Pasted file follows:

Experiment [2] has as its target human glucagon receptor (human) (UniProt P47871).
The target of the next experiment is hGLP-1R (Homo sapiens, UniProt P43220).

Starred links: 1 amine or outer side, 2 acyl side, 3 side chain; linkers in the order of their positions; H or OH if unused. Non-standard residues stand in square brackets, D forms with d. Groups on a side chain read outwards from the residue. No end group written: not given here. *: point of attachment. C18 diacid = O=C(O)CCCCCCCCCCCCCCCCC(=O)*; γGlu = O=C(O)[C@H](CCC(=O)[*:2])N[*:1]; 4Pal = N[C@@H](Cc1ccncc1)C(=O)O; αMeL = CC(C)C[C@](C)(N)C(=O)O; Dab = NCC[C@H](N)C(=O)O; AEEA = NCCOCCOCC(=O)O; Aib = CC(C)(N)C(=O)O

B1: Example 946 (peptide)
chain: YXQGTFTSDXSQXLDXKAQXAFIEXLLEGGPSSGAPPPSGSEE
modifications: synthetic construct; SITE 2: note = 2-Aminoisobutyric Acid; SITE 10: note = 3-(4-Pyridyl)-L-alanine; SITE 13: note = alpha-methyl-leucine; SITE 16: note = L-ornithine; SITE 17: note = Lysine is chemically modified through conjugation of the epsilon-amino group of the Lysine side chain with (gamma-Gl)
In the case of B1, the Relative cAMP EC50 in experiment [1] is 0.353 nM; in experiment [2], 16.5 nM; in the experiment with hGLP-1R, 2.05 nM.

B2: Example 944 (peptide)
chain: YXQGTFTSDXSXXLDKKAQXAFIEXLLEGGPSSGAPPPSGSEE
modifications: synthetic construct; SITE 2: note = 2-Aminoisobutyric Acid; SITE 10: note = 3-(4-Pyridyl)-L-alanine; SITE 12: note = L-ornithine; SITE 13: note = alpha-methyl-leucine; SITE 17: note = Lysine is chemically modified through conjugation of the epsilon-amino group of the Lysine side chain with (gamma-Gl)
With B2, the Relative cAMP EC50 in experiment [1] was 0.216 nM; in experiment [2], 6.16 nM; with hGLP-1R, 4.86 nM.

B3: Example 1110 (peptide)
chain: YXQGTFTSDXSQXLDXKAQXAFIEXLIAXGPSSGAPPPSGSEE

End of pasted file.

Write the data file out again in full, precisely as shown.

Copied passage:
Experiment [2] has as its target human glucagon receptor (human) (UniProt P47871).
The target of the next experiment is hGLP-1R (Homo sapiens, UniProt P43220).

Starred links: 1 amine or outer side, 2 acyl side, 3 side chain; linkers in the order of their positions; H or OH if unused. Non-standard residues stand in square brackets, D forms with d. Groups on a side chain read outwards from the residue. No end group written: not given here. *: point of attachment. C18 diacid = O=C(O)CCCCCCCCCCCCCCCCC(=O)*; γGlu = O=C(O)[C@H](CCC(=O)[*:2])N[*:1]; 4Pal = N[C@@H](Cc1ccncc1)C(=O)O; αMeL = CC(C)C[C@](C)(N)C(=O)O; Dab = NCC[C@H](N)C(=O)O; AEEA = NCCOCCOCC(=O)O; Aib = CC(C)(N)C(=O)O

B1: Example 946 (peptide)
chain: YXQGTFTSDXSQXLDXKAQXAFIEXLLEGGPSSGAPPPSGSEE
modifications: synthetic construct; SITE 2: note = 2-Aminoisobutyric Acid; SITE 10: note = 3-(4-Pyridyl)-L-alanine; SITE 13: note = alpha-methyl-leucine; SITE 16: note = L-ornithine; SITE 17: note = Lysine is chemically modified through conjugation of the epsilon-amino group of the Lysine side chain with (gamma-Gl)
In the case of B1, the Relative cAMP EC50 in experiment [1] is 0.353 nM; in experiment [2], 16.5 nM; in the experiment with hGLP-1R, 2.05 nM.

B2: Example 944 (peptide)
chain: YXQGTFTSDXSXXLDKKAQXAFIEXLLEGGPSSGAPPPSGSEE
modifications: synthetic construct; SITE 2: note = 2-Aminoisobutyric Acid; SITE 10: note = 3-(4-Pyridyl)-L-alanine; SITE 12: note = L-ornithine; SITE 13: note = alpha-methyl-leucine; SITE 17: note = Lysine is chemically modified through conjugation of the epsilon-amino group of the Lysine side chain with (gamma-Gl)
With B2, the Relative cAMP EC50 in experiment [1] was 0.216 nM; in experiment [2], 6.16 nM; with hGLP-1R, 4.86 nM.

B3: Example 1110 (peptide)
chain: YXQGTFTSDXSQXLDXKAQXAFIEXLIAXGPSSGAPPPSGSEE